Posted in Finance, Accounting and Economics Terms, Total Reads: 369
Definition: International Reserves
Reserves generally refers to the collection of funds or for anything that matters which is saved because that might be used in cases of emergency situations. International Reserves refers to the various different kinds of funds that can be transferred between the central banks of two different countries or between more than two different countries. Central banks refers to the financial institution that has the responsibility to maintain the financial structure and the stability of the financial system in a given country.
They can increase or decrease various important rates that affect the lending rates for various loan. Also, they keep a check on the inflation and also keep a close eye on the growth that the country is growing with and supplements with various steps like rate cuts for important ratios like credit reserve ratio etc. Central banks can be either be government controlled or an independent body. Research has shown that it should be an independent for better objective and quick decision making, hence every country is moving on to make it an independent body if it is not. Examples of independent central banks are the Reserve bank of India, Federal Reserve Bank of the United states etc.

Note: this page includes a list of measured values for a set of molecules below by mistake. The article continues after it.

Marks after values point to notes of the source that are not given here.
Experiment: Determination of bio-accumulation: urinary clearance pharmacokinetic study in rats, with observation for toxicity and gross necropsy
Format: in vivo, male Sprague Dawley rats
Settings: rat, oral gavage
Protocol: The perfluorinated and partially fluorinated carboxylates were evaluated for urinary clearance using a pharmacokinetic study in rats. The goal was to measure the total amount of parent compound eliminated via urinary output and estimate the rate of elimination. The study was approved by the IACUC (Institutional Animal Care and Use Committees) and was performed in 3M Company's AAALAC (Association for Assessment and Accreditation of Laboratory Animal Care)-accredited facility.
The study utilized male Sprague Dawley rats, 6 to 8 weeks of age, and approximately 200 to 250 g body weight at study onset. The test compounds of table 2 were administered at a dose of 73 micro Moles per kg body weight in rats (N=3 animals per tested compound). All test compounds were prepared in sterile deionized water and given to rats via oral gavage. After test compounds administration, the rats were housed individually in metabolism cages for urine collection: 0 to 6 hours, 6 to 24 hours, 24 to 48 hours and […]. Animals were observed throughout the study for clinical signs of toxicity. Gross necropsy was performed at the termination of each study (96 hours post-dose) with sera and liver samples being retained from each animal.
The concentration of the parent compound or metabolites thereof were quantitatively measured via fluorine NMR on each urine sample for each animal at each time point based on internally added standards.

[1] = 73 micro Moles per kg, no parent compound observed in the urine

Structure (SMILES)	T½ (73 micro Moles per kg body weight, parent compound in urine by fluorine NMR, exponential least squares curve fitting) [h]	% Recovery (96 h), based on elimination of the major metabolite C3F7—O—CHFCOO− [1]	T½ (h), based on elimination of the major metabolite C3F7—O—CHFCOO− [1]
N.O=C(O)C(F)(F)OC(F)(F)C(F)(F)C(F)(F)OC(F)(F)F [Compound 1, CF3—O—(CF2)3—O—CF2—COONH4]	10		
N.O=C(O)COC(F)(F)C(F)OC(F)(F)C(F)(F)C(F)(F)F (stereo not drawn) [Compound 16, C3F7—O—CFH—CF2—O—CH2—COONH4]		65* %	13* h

International reserves generally form the acceptable way of payment between various different central banks of different countries. The international reserves is generally in two forms, mainly in some currency (mostly in dollars or euros) or gold. Having international reserves is important in today’s world of globalization where each currency affects other currency in the world. International reserves are also used by countries to back the liabilities which can be in any form, for example as simple as any bank deposit in any local currency. The international reserves that the central bank of any country has is open for all to see and is generally looked as the strength of any given country’s economy.